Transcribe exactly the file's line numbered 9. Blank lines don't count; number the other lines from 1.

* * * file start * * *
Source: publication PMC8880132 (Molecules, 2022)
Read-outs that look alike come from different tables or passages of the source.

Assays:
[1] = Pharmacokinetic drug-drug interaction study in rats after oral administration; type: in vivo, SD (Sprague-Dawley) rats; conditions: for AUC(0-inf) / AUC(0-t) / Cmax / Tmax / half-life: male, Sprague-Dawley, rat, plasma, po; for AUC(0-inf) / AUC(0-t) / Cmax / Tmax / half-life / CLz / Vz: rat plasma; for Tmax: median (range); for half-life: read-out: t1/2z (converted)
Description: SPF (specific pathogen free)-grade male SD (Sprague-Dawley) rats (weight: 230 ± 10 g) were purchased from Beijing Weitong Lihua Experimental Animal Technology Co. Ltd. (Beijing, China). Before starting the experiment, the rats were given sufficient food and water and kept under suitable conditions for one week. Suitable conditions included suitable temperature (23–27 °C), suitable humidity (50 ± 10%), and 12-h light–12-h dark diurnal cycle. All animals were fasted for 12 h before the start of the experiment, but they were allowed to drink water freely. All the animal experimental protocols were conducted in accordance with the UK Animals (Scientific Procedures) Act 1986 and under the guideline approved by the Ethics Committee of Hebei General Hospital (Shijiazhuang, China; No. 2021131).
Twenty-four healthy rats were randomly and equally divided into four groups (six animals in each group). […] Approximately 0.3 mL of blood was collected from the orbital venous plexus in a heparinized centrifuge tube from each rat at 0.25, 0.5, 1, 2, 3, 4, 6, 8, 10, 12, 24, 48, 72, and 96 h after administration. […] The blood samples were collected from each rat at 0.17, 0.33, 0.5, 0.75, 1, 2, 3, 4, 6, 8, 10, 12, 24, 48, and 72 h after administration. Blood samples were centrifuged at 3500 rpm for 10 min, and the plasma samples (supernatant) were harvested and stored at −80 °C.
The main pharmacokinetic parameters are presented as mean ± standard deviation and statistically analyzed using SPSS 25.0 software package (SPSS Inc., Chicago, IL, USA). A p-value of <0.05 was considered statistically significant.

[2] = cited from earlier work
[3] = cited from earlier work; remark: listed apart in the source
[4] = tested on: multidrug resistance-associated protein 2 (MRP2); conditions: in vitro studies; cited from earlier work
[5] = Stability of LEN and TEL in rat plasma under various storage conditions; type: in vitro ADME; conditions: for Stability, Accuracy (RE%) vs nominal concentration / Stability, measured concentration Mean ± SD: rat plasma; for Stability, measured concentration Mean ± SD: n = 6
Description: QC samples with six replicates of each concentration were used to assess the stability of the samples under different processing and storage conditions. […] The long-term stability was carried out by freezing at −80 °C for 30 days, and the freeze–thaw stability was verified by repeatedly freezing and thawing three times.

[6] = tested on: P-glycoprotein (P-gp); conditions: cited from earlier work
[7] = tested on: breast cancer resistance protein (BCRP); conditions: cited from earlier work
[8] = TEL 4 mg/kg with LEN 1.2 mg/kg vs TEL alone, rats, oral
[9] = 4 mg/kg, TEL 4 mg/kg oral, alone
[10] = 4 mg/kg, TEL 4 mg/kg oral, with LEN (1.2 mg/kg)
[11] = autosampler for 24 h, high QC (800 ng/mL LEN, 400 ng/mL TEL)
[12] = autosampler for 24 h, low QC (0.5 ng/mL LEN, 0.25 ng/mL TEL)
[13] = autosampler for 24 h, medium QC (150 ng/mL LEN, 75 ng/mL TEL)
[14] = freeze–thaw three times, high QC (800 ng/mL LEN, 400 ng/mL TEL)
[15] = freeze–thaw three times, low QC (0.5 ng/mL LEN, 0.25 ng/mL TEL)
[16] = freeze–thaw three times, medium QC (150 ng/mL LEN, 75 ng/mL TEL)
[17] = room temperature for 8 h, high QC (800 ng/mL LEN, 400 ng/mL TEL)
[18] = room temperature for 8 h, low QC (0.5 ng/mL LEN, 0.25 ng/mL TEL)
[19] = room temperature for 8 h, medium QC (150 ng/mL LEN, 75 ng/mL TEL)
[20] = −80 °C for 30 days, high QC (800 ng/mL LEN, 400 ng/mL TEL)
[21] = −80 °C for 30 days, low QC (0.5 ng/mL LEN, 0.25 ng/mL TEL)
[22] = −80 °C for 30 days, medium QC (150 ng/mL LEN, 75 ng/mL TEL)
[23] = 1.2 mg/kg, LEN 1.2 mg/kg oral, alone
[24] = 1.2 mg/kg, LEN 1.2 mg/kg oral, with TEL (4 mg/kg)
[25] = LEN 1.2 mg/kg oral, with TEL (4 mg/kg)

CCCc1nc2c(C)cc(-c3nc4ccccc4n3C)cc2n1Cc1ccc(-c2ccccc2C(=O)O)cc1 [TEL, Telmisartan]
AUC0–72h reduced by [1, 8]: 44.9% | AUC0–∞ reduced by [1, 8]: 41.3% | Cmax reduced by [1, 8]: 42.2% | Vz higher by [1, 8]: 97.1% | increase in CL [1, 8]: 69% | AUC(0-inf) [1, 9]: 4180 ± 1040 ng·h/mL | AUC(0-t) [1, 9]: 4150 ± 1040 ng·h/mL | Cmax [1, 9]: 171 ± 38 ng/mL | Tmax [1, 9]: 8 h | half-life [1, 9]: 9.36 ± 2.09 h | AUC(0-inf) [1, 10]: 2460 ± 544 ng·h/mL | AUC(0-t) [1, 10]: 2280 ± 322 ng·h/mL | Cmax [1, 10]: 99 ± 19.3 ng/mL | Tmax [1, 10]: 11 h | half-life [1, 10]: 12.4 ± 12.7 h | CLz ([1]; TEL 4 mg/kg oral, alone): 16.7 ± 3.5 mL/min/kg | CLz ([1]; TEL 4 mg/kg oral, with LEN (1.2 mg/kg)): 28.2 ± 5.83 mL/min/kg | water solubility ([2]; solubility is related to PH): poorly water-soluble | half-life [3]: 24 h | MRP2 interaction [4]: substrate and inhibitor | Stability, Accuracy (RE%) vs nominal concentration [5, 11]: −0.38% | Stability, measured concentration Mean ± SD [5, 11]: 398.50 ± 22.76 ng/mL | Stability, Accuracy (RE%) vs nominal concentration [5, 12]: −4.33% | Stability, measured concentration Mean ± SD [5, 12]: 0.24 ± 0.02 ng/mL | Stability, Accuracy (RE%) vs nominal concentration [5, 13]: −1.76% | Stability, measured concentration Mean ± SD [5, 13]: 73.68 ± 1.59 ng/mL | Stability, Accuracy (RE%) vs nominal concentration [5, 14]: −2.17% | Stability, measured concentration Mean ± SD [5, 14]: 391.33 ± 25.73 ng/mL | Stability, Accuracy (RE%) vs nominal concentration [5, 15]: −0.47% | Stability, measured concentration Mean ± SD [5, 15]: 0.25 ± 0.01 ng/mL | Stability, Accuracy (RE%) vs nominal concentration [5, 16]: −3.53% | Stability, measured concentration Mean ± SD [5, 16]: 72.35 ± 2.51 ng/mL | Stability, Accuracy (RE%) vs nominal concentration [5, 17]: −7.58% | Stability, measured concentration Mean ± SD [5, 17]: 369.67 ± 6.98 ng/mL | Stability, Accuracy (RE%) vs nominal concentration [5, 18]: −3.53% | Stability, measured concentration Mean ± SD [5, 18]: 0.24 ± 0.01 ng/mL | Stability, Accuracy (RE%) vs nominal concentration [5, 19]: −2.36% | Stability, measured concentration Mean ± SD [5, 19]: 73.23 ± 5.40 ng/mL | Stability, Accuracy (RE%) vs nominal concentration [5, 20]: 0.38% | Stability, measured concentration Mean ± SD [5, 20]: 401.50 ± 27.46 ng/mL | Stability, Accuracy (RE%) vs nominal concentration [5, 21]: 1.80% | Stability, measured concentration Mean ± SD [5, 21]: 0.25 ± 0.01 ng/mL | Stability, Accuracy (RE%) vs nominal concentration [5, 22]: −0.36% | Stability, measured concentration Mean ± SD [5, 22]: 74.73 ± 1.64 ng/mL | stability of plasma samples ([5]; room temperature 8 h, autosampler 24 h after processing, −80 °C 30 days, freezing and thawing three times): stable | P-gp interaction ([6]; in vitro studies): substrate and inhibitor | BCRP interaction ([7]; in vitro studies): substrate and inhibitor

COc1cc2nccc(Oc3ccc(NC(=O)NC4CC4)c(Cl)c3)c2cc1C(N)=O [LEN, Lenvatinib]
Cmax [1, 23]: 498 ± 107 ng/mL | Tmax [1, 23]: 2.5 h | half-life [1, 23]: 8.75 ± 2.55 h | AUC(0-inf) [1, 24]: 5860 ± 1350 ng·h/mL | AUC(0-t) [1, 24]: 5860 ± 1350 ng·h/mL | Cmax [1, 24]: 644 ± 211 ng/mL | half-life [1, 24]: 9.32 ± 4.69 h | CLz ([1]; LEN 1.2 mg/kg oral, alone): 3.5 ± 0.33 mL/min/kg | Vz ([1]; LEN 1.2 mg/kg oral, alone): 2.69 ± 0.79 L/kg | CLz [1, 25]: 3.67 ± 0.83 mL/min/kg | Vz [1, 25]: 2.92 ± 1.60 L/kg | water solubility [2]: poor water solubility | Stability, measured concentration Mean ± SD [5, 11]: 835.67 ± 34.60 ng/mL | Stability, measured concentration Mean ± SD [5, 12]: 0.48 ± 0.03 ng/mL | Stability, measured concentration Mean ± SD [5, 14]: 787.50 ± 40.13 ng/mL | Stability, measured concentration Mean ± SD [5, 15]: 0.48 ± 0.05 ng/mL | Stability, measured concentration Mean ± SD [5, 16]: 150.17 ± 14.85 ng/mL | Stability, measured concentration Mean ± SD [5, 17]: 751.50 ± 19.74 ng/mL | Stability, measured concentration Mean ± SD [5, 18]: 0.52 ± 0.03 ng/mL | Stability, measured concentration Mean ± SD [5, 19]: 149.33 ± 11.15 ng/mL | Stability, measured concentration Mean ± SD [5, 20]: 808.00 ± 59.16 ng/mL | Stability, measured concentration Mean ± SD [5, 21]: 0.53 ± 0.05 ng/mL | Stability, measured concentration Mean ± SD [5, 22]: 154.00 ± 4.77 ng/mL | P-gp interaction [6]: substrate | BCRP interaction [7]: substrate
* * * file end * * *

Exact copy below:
[3] = cited from earlier work; remark: listed apart in the source